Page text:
Speyer is a town in the Rhineland-Palatinate and is close to the Rhine. The town is certainly an ancient one as it was recorded on one of the Greek geographer Ptolemy’s maps, dated 150 AD, as Noviomagus. In fact it is one of the oldest cities in Germany. As you can imagine there are many delightful parts of Speyer to explore including its location in the wine-growing region.
What to see in Speyer
The Kaiserdom (Imperial Cathedral)
You can’t miss the imposing Romanesque Kaiserdom (Imperial Cathedral), as the town is dominated by its four spires and two domes. Its actual full name is the Imperial Cathedral Basilica of the Assumption and St Stephen (Dom zu Unserer lieben Frau in Speyer). It was founded by Konrad II in 1030 and was rebuilt by Henry IV. The church is now a UNESCO World Heritage Site and attracts many tourists. The crypt is the final resting place of some of Germany’s rulers and bishops. Today it is the largest Romanesque church in the world. There is a huge stone font, with a capacity of 1,560 litres, in the square in front of the cathedral’s main portal. This once symbolized the borderline between the diocese and the city of Speyer.
The Old City Gate
The Old City Gate was part of the city wall and the western gate; the fortifications had 68 wall and gate towers. The top floor was added in the 16th century, while the steep roof and the lantern date back to the beginning of the 18th century. You can climb the tower for a superb view of the city at your feet, and on your way up it, pause at the second floor where there is a permanent exhibition which traces the history of the fortifications and that of the gate.
The City Hall
The city hall is a late-Baroque building and it has an imposing exterior. The council chamber is in the early Rococo style and is now used for functions such as concerts and weddings.
The Old Fish Market
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The fish and wood market was located in the old town where a sculpture of a fish is now.
The Technik Museum Speyer has planes, veteran and vintage cars and motorbikes and fire engines and is perfect for those interested in the history of transport. There’s a submarine as well as a Lufthansa jumbo jet, a Russian Buran orbiter and many other fascinating exhibits.
The Historical Museum of the Palatinate is close to the cathedral and this is dedicated to the history of Speyer and the whole of the region. It houses five permanent collections encompassing the different periods of Prehistory, Roman Times, the Cathedral Treasury, the Modern Era and the Wine Museum.
The Munich architect, Gabriel von Seidl designed the castle-like museum and it opened in 1910, and was renovated in the late 1980s. Inside this museum is the Young Person’s Museum of Speyer which was the first museum especially for young people in the Rhineland-Palatinate region.
The Carnival Museum is dedicated to the history of the Carnival in Speyer and has exhibits on four floors of the tower and in an annexe. The history of the carnival goes back to 1296, so as you can imagine there are some fascinating exhibits.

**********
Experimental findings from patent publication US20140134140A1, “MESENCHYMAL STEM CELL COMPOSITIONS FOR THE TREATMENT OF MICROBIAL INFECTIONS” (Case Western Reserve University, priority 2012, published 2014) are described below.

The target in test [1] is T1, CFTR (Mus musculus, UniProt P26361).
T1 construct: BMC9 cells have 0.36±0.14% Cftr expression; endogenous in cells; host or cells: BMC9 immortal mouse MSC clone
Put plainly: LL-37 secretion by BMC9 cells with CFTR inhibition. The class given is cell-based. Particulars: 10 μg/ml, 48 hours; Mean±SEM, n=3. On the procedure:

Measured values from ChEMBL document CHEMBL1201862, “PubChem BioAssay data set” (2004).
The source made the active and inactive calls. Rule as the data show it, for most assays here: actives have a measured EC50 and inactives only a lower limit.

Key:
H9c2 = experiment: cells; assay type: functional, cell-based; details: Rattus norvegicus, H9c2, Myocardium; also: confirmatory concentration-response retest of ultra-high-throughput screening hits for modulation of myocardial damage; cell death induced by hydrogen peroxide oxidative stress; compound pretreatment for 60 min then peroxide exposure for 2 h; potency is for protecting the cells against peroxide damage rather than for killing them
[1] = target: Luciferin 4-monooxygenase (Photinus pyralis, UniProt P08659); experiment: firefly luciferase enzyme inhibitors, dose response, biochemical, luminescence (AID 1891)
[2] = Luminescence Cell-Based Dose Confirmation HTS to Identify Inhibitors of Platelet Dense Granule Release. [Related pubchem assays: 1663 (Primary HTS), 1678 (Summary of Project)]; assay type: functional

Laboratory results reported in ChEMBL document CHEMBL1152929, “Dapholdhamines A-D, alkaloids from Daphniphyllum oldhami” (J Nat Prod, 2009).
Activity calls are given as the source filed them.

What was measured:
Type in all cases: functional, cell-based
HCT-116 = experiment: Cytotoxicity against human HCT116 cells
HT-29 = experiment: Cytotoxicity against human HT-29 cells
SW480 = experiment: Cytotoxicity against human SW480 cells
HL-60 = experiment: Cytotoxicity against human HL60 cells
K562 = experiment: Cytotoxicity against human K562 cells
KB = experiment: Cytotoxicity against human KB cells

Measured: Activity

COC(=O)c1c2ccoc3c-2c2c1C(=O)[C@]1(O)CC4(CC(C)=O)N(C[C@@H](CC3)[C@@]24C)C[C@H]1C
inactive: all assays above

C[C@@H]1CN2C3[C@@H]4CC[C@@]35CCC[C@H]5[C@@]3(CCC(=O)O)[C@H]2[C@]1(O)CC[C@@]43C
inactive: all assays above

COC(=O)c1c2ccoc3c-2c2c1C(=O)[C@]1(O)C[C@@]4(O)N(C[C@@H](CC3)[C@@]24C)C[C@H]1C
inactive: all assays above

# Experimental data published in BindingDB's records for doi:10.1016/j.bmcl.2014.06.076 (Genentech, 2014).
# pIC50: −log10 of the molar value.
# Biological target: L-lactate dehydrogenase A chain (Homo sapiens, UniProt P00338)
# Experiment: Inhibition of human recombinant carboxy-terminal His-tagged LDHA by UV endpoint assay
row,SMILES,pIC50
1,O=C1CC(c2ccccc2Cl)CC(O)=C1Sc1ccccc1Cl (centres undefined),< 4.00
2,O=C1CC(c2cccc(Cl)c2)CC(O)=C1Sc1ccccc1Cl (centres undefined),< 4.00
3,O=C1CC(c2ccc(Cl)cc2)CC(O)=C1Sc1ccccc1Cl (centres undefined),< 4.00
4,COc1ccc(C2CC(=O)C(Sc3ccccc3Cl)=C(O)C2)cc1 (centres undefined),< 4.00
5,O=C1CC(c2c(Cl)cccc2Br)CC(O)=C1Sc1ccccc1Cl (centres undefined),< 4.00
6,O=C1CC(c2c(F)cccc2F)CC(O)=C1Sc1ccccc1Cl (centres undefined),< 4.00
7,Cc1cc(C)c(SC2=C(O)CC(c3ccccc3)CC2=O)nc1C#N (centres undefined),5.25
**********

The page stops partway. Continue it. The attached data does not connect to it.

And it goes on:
There are also other museums in Speyer, but there are other things to see and do too.
Sea Life Speyer
If you are into sea creatures, then this is the place to go. You enter an undersea world of colorful fish, sharks and Marty, the green sea turtle live. There are fresh and salt-water tanks and it is on two floors, so you have many creatures to view and marvel at.
What to do in Speyer
- Hiking: There are urban hikes in Speyer as well as more traditional hikes in the countryside or forest as well as you can follow in the (presumed) footsteps of Saint James on his journey to the Path of St. James to Santiago de Compostela.
- Cycling: The World Heritage Cycling Route runs through Speyer gives you the opportunity to explore three of Germany’s states. You can also cycle along the banks of the Rhine, or there’s the Palatia Route which takes you thorough wine-producing country and naturally enough there is the oenophile (wine-lovers) route which goes from Speyer to Edesheim.
- Wine tasting: There are several wine bars in Speyer including Weinstube Klosterstübchen, Weinstube Rabennest and Weinstube Schwarzamsel. Of course, if you venture outside the city you will find vineyards where you can sample the wine and traditional food.
Eating in Speyer
There are many restaurants to choose from in Speyer, serving various cuisines. You could try the Goldener Hirsch at Maximilianstrasse 90A for sample the famous local dish, Pfälzer Saumagen (Palatine sow stomach), or try the Pfälzer Teller which is a dish of liver dumpling, grilled leberkäse and sausage. They serve smaller portions for children if you ask, and you can sit outside when the weather is good.
If you are hankering after Asian food, try the Le Cyclo – Traditionelle Vietnamesische Kuche at Wormser Strasse 23.The food is fresh, tasty and serves food from other Asian countries; it is not exclusively Vietnamese.
The Domhof is a hotel with a restaurant and beer garden, and the food is great and the portions huge. They serve a dish of the day which is always great value for money. The Domhof is at Grosse Himmelsgasse 6. There’s a park where children can play on site, while they are waiting for their meals.